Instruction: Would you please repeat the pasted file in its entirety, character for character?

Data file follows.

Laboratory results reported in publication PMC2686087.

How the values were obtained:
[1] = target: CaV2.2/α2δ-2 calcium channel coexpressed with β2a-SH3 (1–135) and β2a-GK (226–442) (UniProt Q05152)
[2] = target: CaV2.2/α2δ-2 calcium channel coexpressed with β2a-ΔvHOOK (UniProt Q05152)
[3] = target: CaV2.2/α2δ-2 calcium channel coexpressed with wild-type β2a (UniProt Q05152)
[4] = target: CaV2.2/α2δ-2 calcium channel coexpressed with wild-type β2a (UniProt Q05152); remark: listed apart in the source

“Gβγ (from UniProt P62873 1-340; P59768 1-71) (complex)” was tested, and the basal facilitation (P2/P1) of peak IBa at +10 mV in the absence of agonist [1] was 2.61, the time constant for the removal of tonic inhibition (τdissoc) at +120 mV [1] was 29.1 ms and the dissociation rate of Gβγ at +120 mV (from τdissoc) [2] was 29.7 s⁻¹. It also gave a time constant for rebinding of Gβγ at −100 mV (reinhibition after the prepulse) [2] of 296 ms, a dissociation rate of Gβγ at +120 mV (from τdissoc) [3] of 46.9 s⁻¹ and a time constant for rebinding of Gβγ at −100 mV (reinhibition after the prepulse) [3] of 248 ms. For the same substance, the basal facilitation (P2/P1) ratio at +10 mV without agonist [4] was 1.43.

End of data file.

Laboratory results reported in publication PMC2686087.

How the values were obtained:
[1] = target: CaV2.2/α2δ-2 calcium channel coexpressed with β2a-SH3 (1–135) and β2a-GK (226–442) (UniProt Q05152)
[2] = target: CaV2.2/α2δ-2 calcium channel coexpressed with β2a-ΔvHOOK (UniProt Q05152)
[3] = target: CaV2.2/α2δ-2 calcium channel coexpressed with wild-type β2a (UniProt Q05152)
[4] = target: CaV2.2/α2δ-2 calcium channel coexpressed with wild-type β2a (UniProt Q05152); remark: listed apart in the source

“Gβγ (from UniProt P62873 1-340; P59768 1-71) (complex)” was tested, and the basal facilitation (P2/P1) of peak IBa at +10 mV in the absence of agonist [1] was 2.61, the time constant for the removal of tonic inhibition (τdissoc) at +120 mV [1] was 29.1 ms and the dissociation rate of Gβγ at +120 mV (from τdissoc) [2] was 29.7 s⁻¹. It also gave a time constant for rebinding of Gβγ at −100 mV (reinhibition after the prepulse) [2] of 296 ms, a dissociation rate of Gβγ at +120 mV (from τdissoc) [3] of 46.9 s⁻¹ and a time constant for rebinding of Gβγ at −100 mV (reinhibition after the prepulse) [3] of 248 ms. For the same substance, the basal facilitation (P2/P1) ratio at +10 mV without agonist [4] was 1.43.